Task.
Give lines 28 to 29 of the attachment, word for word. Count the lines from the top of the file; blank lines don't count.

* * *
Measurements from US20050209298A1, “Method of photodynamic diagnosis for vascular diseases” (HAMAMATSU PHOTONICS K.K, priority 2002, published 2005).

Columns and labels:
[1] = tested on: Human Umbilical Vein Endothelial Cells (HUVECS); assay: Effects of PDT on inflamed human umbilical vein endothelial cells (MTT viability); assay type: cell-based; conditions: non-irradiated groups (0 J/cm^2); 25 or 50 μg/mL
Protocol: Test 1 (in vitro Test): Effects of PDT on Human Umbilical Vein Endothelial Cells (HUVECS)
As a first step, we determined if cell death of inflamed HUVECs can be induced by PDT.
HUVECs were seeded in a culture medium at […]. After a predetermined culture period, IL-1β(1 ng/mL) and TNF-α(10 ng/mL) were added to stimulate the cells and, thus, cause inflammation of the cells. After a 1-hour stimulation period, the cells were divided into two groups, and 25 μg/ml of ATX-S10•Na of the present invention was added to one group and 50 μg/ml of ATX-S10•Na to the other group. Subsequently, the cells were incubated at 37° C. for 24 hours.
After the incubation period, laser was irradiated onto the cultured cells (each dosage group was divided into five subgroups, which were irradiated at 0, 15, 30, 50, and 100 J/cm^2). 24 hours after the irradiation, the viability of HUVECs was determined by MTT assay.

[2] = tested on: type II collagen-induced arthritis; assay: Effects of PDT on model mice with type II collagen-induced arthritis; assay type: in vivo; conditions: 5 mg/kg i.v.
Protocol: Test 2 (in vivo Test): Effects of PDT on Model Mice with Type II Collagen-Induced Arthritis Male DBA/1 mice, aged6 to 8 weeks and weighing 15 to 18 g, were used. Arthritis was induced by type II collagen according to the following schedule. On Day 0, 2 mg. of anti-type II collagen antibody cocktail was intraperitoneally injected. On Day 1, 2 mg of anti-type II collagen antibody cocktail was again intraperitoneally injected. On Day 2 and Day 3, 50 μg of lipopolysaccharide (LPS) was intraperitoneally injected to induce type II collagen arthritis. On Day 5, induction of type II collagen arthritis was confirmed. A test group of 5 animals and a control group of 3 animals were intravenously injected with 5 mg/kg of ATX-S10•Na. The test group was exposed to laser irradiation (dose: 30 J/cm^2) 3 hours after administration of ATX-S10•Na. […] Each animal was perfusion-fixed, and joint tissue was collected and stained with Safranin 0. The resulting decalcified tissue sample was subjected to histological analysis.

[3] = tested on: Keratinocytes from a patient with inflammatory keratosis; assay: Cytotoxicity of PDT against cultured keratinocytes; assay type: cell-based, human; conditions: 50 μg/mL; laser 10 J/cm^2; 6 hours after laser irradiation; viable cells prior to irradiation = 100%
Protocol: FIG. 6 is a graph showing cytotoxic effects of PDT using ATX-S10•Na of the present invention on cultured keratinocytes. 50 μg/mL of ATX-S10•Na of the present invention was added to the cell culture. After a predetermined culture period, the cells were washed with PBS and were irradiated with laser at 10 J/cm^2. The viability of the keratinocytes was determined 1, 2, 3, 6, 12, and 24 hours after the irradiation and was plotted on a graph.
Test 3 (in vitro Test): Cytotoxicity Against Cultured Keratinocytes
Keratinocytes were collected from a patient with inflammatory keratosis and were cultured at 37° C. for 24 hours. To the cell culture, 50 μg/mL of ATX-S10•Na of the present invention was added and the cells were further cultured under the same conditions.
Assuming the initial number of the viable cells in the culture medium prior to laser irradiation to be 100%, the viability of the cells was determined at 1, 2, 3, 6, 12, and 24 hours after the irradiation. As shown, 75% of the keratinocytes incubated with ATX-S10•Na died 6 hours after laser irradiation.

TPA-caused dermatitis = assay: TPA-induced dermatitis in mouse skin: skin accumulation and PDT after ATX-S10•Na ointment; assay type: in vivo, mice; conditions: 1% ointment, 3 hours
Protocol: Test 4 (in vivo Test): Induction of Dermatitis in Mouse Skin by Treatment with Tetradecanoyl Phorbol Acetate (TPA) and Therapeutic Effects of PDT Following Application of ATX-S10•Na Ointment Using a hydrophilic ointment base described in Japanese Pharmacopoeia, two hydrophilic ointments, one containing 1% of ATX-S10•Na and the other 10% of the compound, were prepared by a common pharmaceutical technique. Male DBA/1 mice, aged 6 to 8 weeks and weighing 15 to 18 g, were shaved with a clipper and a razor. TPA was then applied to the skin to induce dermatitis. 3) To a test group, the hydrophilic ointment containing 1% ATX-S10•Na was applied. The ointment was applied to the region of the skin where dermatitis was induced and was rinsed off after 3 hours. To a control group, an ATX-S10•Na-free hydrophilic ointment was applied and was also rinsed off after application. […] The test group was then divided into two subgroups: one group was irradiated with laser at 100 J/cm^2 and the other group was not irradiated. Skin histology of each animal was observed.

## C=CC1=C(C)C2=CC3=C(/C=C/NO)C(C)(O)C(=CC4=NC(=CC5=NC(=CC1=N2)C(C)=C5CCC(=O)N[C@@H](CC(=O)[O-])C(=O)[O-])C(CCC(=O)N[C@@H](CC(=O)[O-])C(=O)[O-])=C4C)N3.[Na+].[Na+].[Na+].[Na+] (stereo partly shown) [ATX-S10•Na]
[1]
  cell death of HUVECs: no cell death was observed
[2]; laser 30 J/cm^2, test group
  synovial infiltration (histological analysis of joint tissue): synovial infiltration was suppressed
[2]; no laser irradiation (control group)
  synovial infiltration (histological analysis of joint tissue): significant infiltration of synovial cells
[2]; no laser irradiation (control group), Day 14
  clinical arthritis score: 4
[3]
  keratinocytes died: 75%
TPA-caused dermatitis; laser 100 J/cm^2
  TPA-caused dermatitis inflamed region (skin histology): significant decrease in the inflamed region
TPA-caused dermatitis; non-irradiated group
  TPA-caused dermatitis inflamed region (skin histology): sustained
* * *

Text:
TPA-caused dermatitis; laser 100 J/cm^2
  TPA-caused dermatitis inflamed region (skin histology): significant decrease in the inflamed region